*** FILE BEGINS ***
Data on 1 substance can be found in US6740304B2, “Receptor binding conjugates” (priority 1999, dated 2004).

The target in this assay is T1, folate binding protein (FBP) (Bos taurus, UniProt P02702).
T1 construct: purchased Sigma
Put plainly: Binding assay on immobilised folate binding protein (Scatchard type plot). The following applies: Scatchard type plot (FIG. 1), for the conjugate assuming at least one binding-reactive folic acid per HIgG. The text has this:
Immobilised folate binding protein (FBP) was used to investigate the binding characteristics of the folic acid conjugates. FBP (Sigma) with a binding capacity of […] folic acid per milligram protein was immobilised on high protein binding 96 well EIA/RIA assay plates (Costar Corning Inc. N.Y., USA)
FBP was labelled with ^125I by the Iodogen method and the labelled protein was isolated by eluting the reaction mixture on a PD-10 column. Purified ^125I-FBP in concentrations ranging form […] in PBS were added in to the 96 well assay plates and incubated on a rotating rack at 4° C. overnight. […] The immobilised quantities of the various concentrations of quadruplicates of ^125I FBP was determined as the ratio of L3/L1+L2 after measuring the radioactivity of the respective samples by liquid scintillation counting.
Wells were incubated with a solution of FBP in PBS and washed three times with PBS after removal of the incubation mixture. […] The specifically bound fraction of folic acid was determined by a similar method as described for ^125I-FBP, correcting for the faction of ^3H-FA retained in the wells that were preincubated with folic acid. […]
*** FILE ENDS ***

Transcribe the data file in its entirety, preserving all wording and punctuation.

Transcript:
Data on 1 substance can be found in US6740304B2, “Receptor binding conjugates” (priority 1999, dated 2004).

The target in this assay is T1, folate binding protein (FBP) (Bos taurus, UniProt P02702).
T1 construct: purchased Sigma
Put plainly: Binding assay on immobilised folate binding protein (Scatchard type plot). The following applies: Scatchard type plot (FIG. 1), for the conjugate assuming at least one binding-reactive folic acid per HIgG. The text has this:
Immobilised folate binding protein (FBP) was used to investigate the binding characteristics of the folic acid conjugates. FBP (Sigma) with a binding capacity of […] folic acid per milligram protein was immobilised on high protein binding 96 well EIA/RIA assay plates (Costar Corning Inc. N.Y., USA)
FBP was labelled with ^125I by the Iodogen method and the labelled protein was isolated by eluting the reaction mixture on a PD-10 column. Purified ^125I-FBP in concentrations ranging form […] in PBS were added in to the 96 well assay plates and incubated on a rotating rack at 4° C. overnight. […] The immobilised quantities of the various concentrations of quadruplicates of ^125I FBP was determined as the ratio of L3/L1+L2 after measuring the radioactivity of the respective samples by liquid scintillation counting.
Wells were incubated with a solution of FBP in PBS and washed three times with PBS after removal of the incubation mixture. […] The specifically bound fraction of folic acid was determined by a similar method as described for ^125I-FBP, correcting for the faction of ^3H-FA retained in the wells that were preincubated with folic acid. […]